GEORGE IN TROUBLE
Illustration by Carlos Uribe
Abby was stunned by the thought that George had taken the photos featured so prominently in the edition of the Middletown Standard, now being read throughout the festival. ‘How could George have taken that picture of me hugging Jeremy? He would have had to be up on the churchyard wall!’
Sara grabbed Abby by the shoulders and said, “Pull yourself together, girl! This is not all about you. Think what George must be feeling! He walked out of here an hour ago, and refused to speak to me and Jeremy. I’m worried about him. What can we do?”
“So you don’t think he took the photos?” asked Abby.
Sara stared at her in disgust. “Come on!” she exclaimed. “Are you out of your mind?”
‘Aha!” thought Abby. ‘She likes George. And I’m probably crazy to mistrust him.’
“I’m sorry,” Abby said, her eyes tearing up. “I’m not at my best. This is hard for me…”
Sara put her face in her hands. “I wish I could start over. It’s just that I’m worried. I thought you could shake this off. And this will hurt George very, very badly.”
“It’s true,” Abby replied. “What can we do? I’ve hardly seen him this last week. What’s he up to?”
“He spends most of his time at the greenhouse practicing with the band. He does his day job at Scutter’s, practices until late at night, drinks coffee, writes songs…”
“Do you think he’ll return for the concert?”
“I don’t know,” Sara replied, tears on her cheeks. “I should check the greenhouse and get him to come back. But the courage he’ll need to do it…” Sara shook her head.
“Do it!” Abby told her. “Go there now. We can’t just fold up and crawl into a corner.”
Sara hurried across the yard, and disappeared onto Bridge Avenue. Abby watched Phoebe referee the children’s soccer game, and ignored the people staring at her. The temperature had been dropping all afternoon, and now felt chilly as the breeze picked up. Dark clouds were massing over the Half Moon Cliffs.
Cali hurried through the gate and trotted over to a blue tarpaulin covering a pile of stuff behind the apple trees near the stone wall. Abby saw her uncover amplifiers, wires, and a jumble of other things. She ran over to help. A crowd quickly surrounded them as Cali organized the band’s equipment. People bombarded them with questions. “Where is the band? When are they going to begin? Why aren’t they here?”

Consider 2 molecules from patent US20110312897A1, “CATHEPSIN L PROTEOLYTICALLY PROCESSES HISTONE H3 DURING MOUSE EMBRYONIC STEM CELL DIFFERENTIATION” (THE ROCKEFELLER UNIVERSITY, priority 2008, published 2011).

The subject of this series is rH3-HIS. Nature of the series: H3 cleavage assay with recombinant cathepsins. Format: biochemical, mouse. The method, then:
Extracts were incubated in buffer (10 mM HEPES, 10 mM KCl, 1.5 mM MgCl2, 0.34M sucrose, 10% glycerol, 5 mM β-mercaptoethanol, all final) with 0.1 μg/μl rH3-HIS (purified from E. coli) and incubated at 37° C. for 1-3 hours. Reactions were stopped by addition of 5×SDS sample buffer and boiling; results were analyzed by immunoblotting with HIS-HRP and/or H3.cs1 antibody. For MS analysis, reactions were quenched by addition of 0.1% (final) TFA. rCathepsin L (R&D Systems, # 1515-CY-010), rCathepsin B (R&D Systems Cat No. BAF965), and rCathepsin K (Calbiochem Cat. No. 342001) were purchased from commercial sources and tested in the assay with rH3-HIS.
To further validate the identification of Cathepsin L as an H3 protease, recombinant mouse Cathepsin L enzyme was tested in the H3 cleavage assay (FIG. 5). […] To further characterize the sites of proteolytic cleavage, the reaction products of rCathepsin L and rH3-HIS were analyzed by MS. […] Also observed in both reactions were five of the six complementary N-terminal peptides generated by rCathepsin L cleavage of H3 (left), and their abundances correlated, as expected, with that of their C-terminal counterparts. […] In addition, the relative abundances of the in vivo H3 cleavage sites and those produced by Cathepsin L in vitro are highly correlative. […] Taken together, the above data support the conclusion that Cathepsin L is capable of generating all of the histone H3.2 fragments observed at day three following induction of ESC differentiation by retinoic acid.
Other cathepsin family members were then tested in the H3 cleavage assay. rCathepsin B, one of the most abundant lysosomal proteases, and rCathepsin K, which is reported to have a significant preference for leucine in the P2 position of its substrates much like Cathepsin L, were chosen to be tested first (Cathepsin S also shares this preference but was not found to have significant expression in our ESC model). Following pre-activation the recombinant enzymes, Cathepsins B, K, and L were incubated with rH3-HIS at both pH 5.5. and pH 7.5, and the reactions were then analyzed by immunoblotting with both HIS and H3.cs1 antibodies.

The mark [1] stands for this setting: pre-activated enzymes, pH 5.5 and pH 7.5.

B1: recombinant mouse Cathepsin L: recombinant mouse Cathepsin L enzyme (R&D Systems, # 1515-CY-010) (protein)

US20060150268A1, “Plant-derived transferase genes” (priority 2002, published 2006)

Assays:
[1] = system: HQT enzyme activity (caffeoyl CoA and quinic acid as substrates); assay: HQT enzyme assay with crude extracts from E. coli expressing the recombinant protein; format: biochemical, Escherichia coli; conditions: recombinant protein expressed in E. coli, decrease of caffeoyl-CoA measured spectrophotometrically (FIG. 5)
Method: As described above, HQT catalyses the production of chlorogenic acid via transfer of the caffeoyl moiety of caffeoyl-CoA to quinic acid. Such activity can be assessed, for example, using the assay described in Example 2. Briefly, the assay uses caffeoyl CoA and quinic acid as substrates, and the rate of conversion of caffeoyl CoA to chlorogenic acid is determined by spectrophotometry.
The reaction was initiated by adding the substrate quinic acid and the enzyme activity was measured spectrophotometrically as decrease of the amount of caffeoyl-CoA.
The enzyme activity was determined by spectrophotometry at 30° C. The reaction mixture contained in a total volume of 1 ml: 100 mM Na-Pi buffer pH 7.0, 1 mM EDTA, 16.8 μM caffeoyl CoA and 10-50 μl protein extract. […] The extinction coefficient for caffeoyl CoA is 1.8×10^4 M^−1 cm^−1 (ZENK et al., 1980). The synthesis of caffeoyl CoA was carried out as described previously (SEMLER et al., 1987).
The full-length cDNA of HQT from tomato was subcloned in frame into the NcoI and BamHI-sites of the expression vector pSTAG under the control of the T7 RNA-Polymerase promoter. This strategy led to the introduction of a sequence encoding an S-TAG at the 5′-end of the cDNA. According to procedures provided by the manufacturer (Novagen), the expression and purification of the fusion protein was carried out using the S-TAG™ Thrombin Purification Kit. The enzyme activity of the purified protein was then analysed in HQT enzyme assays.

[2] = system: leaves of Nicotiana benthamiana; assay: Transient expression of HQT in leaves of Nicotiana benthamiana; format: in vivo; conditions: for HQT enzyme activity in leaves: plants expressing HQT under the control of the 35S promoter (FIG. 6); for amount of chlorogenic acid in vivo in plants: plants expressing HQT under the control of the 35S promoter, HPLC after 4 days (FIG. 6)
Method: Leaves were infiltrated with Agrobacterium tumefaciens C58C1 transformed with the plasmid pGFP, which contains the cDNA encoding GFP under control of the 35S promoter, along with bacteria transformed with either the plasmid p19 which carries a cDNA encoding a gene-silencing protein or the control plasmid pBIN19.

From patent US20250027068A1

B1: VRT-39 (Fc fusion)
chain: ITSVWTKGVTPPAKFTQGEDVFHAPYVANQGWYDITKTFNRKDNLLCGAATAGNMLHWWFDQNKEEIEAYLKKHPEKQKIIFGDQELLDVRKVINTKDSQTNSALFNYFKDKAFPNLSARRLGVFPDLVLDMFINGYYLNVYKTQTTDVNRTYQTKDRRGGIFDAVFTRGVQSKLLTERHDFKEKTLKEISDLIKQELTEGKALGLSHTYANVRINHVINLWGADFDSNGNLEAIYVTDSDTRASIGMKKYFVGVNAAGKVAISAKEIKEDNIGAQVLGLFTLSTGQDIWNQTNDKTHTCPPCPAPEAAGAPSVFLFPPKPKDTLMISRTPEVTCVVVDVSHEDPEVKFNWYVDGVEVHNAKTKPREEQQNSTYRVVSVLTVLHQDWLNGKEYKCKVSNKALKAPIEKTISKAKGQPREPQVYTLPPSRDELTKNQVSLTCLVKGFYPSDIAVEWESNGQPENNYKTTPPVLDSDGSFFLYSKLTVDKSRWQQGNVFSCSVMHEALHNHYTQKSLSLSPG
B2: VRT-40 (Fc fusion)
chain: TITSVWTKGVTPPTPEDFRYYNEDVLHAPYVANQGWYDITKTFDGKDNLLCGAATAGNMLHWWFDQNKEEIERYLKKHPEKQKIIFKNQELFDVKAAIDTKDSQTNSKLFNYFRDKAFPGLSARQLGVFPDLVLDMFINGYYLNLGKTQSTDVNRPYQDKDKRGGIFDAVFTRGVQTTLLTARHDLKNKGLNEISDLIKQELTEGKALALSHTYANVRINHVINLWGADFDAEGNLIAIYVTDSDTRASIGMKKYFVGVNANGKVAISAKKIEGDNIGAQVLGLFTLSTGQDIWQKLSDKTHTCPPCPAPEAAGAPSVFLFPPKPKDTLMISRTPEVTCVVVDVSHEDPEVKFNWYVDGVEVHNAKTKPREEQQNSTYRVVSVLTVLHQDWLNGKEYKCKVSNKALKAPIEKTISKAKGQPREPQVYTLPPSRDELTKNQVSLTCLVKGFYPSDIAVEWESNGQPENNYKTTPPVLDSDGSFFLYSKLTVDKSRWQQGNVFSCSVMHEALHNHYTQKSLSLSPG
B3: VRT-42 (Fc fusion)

Phoebe appeared saying she’d gotten a text saying they’re on the way. A few minutes later, Isaiah, Ishmael, George, Sara, Eddy, and Jeremy walked into the yard. George and Ishmael carried guitars, Isaiah a tambourine, and Eddy pulled a small wagon full of drums. A group of young teens followed with extension cords, and extra guitars. They ignored everyone, just plugging in and testing the sound. Abby especially watched George, but he avoided eye contact, and his face had no expression.
“Move back a bit please,” Isaiah said into the mike. “Thanks for waiting, we’ll get started now. People in front, please sit down, the grass is warm, no rain yet, make your selves comfortable.” Guitar notes and chords rang out. Eddy played a couple of beats, and Isaiah and the guitar players stepped forward into a line. The audience became very quiet. The dark clouds cut off the sun, and the twilight deepened.
“You’ve got a lotta nerve!” shouted a man in the back. A few people laughed nervously. “I’d be embarrassed to stand up there if I was you,” yelled someone else. “This whole place is an embarrassment!”
“Shut up!” yelled another voice in anger. George looked at the ground with a face of stone.
“We don’t need you in this town,” came the first voice again. “Go back where you came from.”
“Yeah! Back where you came from! Back where you came from!” A group of men were all chanting together. Abby could not recognize anyone, but she did notice Cali and the teenagers moving from angle to angle taking pictures.
A young man moved toward the group. “I said, ‘shut up’!” he yelled harshly, as if he had lost all patience. The men were looking nervously at the teens with cell phones and cameras, and retreated back from the crowd.
Isaiah stepped forward in the middle of the band and said into the mike, “Ladies and gentlemen, I hope you don’t mind, but we’re going to let the music speak for itself tonight. Any questions you may have, please listen to the music. It’s all we’ve got to say.” He smiled at the audience and people cheered. Isaiah’s words worked like a charm, calming the crowd.
“We’re the Rolling Thunder Band!” he said. “And we’re all grateful to have this chance to play for you tonight!”